- S/SL (split/split-less) injector: A sample is introduced into a heated small chamber via a syringe through a septum – the heat facilitates volatilization of the sample and sample matrix. The carrier gas then either sweeps the entirety (split-less mode) or a portion (split mode) of the sample into the column. In split mode, a part of the sample/carrier gas mixture in the injection chamber is exhausted through the split vent. Split injection is preferred when working with samples with high analyte concentrations (>0.1%), whereas split-less injection is best suited for trace analysis with low amounts of analytes (<0.01%). In split-less mode the split valve opens after a pre-set amount of time to purge heavier elements that would otherwise contaminate the system. This pre-set (split-less) time should be optimized, the shorter time (e.g., 0.2 min) ensures less tailing but loss in response, the longer time (2 min) increases tailing but also signal.

- On-column inlet: The sample is here introduced directly into the column in its entirety without heat. The low temperature condenses sample into a narrow zone. The column can be heated, releasing the sample into gas phase. This ensures the lowest possible temperature for chromatography and keeps samples from decomposing above their boiling point.

- PTV injector: Temperature-programmed sample introduction was first described by Vogt in 1979. Originally Vogt developed the technique as a method for the introduction of large sample volumes (up to 250 µL) in capillary GC. Vogt introduced the sample into the liner at a controlled injection rate. The temperature of the liner was chosen slightly below the boiling point of the solvent. The low-boiling solvent was continuously evaporated and vented through the split line. Based on this technique, Vogt developed the programmed temperature vaporizing injector, PTV. By introducing the sample at a low initial liner temperature, many of the disadvantages of the classic hot injection techniques could be circumvented.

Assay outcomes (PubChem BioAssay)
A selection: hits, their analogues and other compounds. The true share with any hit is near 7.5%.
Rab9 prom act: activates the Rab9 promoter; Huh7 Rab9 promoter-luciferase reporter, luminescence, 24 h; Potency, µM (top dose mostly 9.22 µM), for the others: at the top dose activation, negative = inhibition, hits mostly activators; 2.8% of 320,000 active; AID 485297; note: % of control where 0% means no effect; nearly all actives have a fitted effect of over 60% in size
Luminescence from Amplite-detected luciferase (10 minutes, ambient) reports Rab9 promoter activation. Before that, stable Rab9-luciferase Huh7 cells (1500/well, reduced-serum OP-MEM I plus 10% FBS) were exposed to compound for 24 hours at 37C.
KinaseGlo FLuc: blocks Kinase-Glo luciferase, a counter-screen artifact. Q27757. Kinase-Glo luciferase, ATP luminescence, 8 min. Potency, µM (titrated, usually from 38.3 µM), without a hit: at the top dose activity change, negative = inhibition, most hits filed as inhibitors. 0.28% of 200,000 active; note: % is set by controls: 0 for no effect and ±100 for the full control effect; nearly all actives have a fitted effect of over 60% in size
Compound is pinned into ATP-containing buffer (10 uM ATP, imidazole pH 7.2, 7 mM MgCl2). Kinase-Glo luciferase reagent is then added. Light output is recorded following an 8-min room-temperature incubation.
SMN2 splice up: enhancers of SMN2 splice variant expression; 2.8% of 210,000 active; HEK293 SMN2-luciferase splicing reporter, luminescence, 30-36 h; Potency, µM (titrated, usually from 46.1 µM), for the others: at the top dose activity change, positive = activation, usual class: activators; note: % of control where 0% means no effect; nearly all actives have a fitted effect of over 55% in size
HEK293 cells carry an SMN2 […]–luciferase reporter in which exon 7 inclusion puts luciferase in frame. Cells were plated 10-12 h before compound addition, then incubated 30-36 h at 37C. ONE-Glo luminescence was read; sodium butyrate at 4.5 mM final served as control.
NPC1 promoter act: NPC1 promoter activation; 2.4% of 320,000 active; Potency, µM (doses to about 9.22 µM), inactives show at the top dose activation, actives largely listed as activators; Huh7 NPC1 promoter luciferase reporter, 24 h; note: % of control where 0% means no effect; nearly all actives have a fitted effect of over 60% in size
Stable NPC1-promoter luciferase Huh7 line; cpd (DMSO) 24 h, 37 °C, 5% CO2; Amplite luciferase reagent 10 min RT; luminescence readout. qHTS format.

- Gas source inlet or gas switching valve: Gaseous samples in collection bottles are connected to what is most commonly a six-port switching valve. The carrier gas flow is not interrupted while a sample can be expanded into a previously-evacuated sample loop. Upon switching, the contents of the sample loop are inserted into the carrier gas stream.

- P/T (Purge-and-Trap) system: An inert gas is bubbled through an aqueous sample causing insoluble volatile chemicals to be purged from the matrix. The volatiles are 'trapped' on an absorbent column (known as a trap or concentrator) at ambient temperature. The trap is then heated and the volatiles are directed into the carrier gas stream. Samples requiring pre-concentration or purification can be introduced via such a system, usually hooked up to the S/SL port. (**Referenced on www.wikipedia.org )

The choice of carrier gas (mobile phase) is important. Hydrogen has a range of flow rates that is comparable to helium in efficiency. However, helium may be more efficient and provide the best separation if flow rates are optimized. Helium is non-flammable and works with a greater number of detectors and older instruments. Therefore, helium is the most common carrier gas used. However, the price of helium has gone up considerably over recent years, causing an increasing number of chromatographers to switch to hydrogen gas. Historical use, rather than rational consideration, may contribute to the continued preferential use of helium.

What are Detectors?

The most commonly-used detectors are the flame ionization detector (FID) and the thermal conductivity detector (TCD). Both are sensitive to a wide range of components, and both work over a wide range of concentrations. While TCDs are essentially universal and can be used to detect any component other than the carrier gas (as long as their thermal conductivities are different from that of the carrier gas, at detector temperature), FIDs are sensitive primarily to hydrocarbons, and are more sensitive to them than TCD. However, a FID cannot detect water. Both detectors are also quite robust. Since TCD is non-destructive, it can be operated in-series before a FID (destructive), thus providing complementary detection of the same analytes.